When everything else is equal, hire for writing skills, say the folks at productivity software company 37 Signals.
Here’s why, when you have equally worthy candidates, you should go for the better writer:
1. People talk the way they write. If they have trouble putting together a sentence, they’ll have trouble making an introduction or a presentation.
2. There’s this crazy little thing called e-mail, based almost entirely on the ability to write.
3. When fumbled, e-mail can offend people and even trigger lawsuits.
4. The ability to convey ideas and persuade—all using the written word—makes an employee an asset to your organization.
This is not the kind of writing used in term papers. Like art, you know good writing when you see it. But you’ll need a test.
Pick something you didn’t talk about in the interview and that isn’t on the applicant’s résumé. Send the candidate a note asking a detailed question—something that warrants a response of several paragraphs. To get enough specifics, make sure you ask for the candidate’s opinion.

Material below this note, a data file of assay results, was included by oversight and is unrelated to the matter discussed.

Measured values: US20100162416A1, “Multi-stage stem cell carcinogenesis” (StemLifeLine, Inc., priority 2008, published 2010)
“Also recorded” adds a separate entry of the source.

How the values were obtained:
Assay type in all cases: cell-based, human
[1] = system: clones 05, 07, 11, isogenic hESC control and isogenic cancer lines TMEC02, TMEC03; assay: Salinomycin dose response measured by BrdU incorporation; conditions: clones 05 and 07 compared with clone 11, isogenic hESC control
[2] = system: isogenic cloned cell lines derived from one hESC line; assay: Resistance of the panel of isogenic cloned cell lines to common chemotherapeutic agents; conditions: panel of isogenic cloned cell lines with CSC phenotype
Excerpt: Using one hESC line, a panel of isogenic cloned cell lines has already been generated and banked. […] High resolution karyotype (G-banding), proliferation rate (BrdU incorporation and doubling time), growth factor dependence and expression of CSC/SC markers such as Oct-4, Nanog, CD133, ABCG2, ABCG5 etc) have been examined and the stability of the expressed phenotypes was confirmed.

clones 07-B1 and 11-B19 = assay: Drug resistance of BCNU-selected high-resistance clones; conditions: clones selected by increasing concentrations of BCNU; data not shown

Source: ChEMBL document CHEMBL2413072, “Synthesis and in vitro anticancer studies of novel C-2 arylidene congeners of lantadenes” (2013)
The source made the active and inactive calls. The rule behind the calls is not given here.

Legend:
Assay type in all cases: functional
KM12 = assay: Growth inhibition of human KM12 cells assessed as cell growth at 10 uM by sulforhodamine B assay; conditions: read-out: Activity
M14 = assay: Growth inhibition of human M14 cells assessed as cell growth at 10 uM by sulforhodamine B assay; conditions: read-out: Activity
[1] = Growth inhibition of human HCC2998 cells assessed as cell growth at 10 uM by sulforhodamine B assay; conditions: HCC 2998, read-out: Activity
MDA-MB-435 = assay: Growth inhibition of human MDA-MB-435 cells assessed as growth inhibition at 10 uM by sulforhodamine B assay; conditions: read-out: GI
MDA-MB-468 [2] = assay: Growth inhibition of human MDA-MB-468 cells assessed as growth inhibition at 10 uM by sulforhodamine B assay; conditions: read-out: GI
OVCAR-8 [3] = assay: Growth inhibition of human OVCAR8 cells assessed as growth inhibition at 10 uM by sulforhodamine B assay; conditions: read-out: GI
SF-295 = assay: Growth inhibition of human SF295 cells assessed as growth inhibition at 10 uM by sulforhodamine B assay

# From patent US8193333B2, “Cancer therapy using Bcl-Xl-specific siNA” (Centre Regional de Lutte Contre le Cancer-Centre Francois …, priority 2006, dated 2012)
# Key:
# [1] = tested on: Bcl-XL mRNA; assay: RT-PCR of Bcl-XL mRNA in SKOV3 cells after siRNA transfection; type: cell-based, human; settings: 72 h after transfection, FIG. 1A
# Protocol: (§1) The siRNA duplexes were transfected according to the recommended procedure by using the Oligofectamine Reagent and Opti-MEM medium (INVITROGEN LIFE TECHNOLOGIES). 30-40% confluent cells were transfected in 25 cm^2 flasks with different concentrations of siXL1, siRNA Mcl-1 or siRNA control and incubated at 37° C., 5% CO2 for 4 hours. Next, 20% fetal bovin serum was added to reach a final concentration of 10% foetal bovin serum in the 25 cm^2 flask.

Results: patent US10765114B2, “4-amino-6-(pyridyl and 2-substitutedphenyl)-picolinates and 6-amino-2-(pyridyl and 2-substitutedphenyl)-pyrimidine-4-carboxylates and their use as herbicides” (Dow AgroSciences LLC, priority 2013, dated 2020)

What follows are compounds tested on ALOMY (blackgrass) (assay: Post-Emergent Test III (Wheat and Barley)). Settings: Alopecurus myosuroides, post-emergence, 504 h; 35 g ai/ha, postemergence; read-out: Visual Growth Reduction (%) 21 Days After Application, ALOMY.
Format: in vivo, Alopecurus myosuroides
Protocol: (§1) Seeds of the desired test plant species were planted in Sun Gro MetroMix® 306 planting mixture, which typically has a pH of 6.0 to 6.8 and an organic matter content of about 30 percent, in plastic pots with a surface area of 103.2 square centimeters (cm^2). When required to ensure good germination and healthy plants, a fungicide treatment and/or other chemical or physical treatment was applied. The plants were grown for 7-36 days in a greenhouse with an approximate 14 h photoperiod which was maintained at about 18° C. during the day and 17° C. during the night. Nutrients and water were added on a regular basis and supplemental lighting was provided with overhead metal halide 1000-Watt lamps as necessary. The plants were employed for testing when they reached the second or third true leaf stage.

Example: Marcus, I have an intern starting here who also went to Penn State and majored in biology, a few years behind you. Based on your knowledge of the program, could you drop me a line to help me understand the top three things a grad coming out of that program should have competency in and how those skills might transfer to an internship here? This would help me a lot. Thanks!
— Adapted from “When In Doubt, Hire the Best Writing Skills,” Kris Dunn, HR Capitalist blog.
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